March 1, 2016
The following is a reflection from Jane Lee Wolfe, St. James, Woodstock parishioner and Director of Bog Chapel, Inc. an educational not-for-profit organization that focuses on the spiritual health and spiritual fitness of human beings, from youth through old age.
How do we make the changes in our lives that would allow us to live in the Garden of Eden? We “think” it sounds like a lovely place with all its plants and creatures and good weather all the time, but we can’t even drum up the energy to stand at the gate and look at it, much less return to our birthplace.
Why is that? Because unconsciously we know that we have to change in order to return. To live in the Garden of Eden we have to give up wanting everyone to be just like us. We are happy in our orchard, all oranges, all fruits like us. We don’t want to live in that messy place where everything grows and overgrows and some of it is dangerous. We love our orchard and we can build fences against invasive species and not nice creatures, particularly other human beings we don’t like or are unused to.
The Garden of Eden has everything in it. We have to be smart and honest to live there. We have to learn that some of the plants are toxic to us, but not all; and those that are toxic to us may be life-giving to other living things. Same with some of the creatures – some support and enhance human life, some support and enhance other forms of life. We have to learn this and respect it. We do not – cannot – simply eliminate the dangerous and inconvenient.
We also have to learn how to repent in order to live in the Garden of Eden. Living there does not mean you will never harm another thing or lie about something. It means you will have the honesty and integrity and sense of safety enough to be honest about what you’ve done wrong and turn yourself in to the authority of the Garden, namely God. You present yourself in chains and handcuffs that you have willfully put on. I have sinned, O Lord, I have sinned; and I know my wickedness only too well.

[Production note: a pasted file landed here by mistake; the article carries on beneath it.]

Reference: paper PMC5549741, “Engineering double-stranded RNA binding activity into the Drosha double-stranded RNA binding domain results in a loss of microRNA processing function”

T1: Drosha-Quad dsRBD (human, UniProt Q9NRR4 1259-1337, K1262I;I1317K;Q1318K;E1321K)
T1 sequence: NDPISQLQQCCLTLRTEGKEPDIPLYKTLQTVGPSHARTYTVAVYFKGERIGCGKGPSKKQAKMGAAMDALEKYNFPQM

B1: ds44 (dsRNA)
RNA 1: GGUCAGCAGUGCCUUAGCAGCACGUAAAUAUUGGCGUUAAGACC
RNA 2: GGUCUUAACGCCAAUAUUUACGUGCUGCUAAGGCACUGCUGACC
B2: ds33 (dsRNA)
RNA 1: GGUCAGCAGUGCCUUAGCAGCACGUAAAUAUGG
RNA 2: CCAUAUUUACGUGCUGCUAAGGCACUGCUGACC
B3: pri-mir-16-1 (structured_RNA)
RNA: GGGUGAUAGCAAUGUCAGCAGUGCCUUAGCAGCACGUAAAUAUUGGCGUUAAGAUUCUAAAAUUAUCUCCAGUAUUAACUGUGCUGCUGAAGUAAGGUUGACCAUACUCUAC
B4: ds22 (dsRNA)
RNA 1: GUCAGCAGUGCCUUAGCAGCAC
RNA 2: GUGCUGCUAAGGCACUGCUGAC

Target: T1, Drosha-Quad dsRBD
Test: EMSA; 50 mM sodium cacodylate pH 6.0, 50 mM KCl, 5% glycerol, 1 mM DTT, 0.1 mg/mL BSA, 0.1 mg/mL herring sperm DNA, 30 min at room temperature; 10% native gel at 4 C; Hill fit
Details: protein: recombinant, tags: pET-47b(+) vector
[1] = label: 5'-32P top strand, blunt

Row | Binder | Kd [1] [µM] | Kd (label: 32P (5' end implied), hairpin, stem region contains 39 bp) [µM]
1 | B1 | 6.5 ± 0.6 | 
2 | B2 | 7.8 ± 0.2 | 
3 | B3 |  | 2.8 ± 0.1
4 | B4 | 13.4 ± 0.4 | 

Are we willing to repent? To walk into God’s presence and say, yes I killed something, yes, I destroyed another person’s confidence, yes, I got angry and took my anger out on someone I should not have? Are we willing to be so honest that we do not lie about our sins? That we honor them and ask to be forgiven for them? Are we willing to lose the risk of banishment from the Garden for a future we do not know and cannot understand? Or would we rather continue lying, down-playing our sinfulness (it really wasn’t that bad), and saying to ourselves, oh well, basically I’m a pretty good person so it doesn’t matter that much.
We must learn that repentance is a sign of health. Running away from sin is a sign of terrible weakness and what’s worse, a sign of a badly damaged sense of self; a sense of self that says human beings, especially you, are horrible, worthless creatures that need no nurture but only to be reined in and punished for impertinence. This heresy is widespread: Take statements that say you should love God and your neighbor – period. This is a deep perversion of the great commandment. You are to love God with all your being and your neighbor as yourself. It is God, then neighbor/self: 1, 2/2, not 1, 2, 3 or what is generally spouted 1, 2 – God, neighbor, no self at all.
Your Self is beautiful, an expression of your soul. It is not your pitiful, arrogant ego trying to triumph here and there. It is humble and beautiful and self-assured in tiny ways that add up to immense holiness.
You don’t have to rein it in or punish it, you have to let it bloom and be holy and beautiful. You have to let it repent when it needs to, which will be often, but you have to let it grow, so that it can live smart and holy in its native land, the Garden of Eden into which it was born and to which it must return.